First Horizon National Corp.'s third-quarter earnings rose 17% as the bank holding company reduced the amount of nonperforming loans and also launched a $100 million stock repurchase program.

The parent of First Tennessee Bank, like other regional banks, has seen improving results of late as credit measures strengthen and lower reserves are needed for troubled loans. In recent years, the company has sharpened its focus on retail banking and capital markets, while largely exiting the mortgage business.

First Horizon reported a profit of $36.1 million, or 14 cents a share, up from $30.8 million, or 7 cents, a year earlier. Revenue, a combination of net interest income and non-interest income, dropped 7.4% to $397.2 million.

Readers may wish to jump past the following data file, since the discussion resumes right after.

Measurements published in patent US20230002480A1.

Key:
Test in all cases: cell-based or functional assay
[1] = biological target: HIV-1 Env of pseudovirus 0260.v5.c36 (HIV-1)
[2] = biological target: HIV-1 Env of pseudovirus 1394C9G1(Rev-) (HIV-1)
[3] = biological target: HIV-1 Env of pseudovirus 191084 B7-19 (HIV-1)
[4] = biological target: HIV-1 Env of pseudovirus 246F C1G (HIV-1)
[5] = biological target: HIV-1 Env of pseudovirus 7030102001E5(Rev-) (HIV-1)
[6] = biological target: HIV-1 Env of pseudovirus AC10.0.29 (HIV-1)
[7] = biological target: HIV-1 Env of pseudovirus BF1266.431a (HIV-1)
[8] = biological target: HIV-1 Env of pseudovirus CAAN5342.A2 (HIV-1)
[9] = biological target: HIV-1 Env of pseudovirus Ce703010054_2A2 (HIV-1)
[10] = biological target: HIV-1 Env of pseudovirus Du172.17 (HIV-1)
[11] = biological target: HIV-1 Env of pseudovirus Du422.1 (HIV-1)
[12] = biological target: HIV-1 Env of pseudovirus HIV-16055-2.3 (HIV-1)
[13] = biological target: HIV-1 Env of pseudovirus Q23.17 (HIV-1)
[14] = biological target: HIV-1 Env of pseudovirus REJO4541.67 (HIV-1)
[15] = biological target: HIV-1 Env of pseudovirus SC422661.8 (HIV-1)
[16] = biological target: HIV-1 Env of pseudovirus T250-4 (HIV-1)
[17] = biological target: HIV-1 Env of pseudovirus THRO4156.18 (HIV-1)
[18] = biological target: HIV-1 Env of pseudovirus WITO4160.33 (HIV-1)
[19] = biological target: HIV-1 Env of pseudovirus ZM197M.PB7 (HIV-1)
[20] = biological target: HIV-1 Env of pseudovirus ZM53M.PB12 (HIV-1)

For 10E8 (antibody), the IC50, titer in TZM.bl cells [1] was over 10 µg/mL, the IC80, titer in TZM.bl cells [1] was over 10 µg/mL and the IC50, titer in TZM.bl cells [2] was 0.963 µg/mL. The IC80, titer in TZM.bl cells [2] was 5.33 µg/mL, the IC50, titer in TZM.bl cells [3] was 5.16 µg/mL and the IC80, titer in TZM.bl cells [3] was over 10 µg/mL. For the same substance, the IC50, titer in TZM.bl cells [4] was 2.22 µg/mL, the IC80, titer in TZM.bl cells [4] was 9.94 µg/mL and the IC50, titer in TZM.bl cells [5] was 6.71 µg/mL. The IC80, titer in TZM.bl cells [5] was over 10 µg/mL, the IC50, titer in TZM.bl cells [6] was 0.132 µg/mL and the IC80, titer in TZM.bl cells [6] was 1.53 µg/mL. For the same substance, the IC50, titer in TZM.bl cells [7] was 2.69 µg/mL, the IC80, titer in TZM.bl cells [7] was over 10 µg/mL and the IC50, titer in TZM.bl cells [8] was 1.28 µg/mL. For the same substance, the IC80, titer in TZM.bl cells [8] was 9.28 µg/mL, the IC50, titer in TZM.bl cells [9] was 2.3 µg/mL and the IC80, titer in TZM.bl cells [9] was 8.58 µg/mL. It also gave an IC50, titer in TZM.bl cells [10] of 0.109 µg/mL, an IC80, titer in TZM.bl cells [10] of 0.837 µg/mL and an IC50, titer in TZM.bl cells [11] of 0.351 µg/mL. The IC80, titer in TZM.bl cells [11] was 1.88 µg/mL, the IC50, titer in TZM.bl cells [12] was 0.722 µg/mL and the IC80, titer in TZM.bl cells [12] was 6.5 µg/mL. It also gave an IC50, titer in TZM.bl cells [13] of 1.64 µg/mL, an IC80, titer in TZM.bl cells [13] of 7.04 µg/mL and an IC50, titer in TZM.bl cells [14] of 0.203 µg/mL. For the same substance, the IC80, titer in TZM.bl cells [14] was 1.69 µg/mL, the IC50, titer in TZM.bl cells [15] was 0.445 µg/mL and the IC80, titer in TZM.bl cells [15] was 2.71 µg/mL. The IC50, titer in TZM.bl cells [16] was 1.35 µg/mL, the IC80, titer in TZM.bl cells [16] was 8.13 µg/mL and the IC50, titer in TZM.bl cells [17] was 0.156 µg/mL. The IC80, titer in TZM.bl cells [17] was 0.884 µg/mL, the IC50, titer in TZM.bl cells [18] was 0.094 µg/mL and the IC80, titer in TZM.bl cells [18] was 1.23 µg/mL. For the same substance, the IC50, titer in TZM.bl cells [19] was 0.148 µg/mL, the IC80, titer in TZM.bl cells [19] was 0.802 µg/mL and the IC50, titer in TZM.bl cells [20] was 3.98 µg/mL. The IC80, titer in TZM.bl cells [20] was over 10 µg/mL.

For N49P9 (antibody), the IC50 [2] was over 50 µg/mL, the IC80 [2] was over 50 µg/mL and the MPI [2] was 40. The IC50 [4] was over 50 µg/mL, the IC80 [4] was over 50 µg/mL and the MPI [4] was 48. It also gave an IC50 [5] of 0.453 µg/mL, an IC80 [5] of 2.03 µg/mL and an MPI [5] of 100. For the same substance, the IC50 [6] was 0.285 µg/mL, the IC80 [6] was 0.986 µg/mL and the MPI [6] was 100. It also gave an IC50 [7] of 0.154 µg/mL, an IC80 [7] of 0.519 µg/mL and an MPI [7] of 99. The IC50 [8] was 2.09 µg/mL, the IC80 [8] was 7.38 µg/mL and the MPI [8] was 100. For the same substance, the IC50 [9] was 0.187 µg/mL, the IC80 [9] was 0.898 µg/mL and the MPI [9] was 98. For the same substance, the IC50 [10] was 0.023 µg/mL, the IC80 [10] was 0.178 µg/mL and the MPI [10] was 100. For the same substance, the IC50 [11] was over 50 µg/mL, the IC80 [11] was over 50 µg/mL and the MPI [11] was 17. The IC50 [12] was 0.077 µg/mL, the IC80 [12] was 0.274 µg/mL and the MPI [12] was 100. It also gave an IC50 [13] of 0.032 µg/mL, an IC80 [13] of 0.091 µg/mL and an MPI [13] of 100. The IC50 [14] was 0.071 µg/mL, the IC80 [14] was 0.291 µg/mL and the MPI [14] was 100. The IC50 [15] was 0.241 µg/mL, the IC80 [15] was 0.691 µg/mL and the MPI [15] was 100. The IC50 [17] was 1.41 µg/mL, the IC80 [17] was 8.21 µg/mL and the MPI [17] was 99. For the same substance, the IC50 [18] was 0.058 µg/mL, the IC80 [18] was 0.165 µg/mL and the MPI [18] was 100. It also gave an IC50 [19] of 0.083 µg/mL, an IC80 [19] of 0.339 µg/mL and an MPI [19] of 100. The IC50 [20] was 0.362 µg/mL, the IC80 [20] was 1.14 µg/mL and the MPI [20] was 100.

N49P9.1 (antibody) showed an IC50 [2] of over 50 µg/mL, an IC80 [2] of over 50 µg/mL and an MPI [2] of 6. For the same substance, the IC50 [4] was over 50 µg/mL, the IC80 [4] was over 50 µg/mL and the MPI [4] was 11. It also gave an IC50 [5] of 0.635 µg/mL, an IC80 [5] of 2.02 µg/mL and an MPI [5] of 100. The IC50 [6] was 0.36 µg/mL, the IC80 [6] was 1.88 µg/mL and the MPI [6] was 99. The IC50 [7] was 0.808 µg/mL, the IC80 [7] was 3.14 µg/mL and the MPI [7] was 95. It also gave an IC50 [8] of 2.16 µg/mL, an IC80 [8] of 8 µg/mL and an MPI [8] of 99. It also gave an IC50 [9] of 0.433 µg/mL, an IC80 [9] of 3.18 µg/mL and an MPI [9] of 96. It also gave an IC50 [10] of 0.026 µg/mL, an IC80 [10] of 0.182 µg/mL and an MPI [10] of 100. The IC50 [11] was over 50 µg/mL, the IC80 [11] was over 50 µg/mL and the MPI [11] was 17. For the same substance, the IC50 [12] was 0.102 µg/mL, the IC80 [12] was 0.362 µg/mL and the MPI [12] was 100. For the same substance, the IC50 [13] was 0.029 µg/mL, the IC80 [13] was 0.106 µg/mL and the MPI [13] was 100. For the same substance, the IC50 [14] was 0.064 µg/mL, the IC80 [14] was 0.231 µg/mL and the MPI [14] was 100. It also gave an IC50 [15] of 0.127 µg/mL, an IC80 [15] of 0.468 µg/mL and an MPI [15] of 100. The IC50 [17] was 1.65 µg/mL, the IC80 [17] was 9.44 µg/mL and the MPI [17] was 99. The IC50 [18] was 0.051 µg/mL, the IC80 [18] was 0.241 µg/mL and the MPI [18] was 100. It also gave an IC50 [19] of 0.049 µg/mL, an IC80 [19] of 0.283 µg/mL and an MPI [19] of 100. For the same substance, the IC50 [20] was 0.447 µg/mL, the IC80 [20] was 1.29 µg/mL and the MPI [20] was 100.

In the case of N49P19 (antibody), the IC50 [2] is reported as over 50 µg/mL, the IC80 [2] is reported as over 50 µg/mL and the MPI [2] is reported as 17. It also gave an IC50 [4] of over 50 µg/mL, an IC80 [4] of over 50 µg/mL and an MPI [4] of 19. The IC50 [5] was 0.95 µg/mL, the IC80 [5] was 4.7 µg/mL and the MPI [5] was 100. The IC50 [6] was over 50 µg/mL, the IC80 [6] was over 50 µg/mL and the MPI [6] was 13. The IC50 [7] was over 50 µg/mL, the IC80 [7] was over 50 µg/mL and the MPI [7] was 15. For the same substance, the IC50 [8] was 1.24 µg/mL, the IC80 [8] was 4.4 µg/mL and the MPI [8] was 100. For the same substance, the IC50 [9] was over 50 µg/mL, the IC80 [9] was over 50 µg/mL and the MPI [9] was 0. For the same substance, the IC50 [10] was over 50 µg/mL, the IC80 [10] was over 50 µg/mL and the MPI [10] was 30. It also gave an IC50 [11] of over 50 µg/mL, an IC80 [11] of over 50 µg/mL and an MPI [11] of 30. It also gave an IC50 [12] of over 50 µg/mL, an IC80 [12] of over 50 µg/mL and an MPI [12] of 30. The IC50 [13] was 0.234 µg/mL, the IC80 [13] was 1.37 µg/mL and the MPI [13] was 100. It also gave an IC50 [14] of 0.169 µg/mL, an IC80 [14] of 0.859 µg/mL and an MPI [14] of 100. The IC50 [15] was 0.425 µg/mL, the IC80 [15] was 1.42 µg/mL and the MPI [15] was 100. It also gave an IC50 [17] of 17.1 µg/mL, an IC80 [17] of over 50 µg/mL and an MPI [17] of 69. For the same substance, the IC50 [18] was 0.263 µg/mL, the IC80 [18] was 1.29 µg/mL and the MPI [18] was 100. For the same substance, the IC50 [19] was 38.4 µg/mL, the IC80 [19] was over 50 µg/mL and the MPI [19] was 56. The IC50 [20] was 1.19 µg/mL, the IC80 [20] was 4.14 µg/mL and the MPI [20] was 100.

Analysts polled by Thomson Reuters had most recently forecast earnings of 16 cents on revenue of $359 million.

Loan-loss provisions were $32 million, 36% lower than a year earlier, but significantly more than the $1 million provision in the prior quarter.

Net charge-offs, or loans lenders don't think are collectible, were 2.65% of average loans, up from 2.60% a year earlier and 1.67% last quarter. Nonperforming assets, those near default, dropped to 3.02%, from 5% and 4.09%, respectively.

Shares closed Friday at $6.56 and were inactive premarket. The stock has fallen 33% over the past year.

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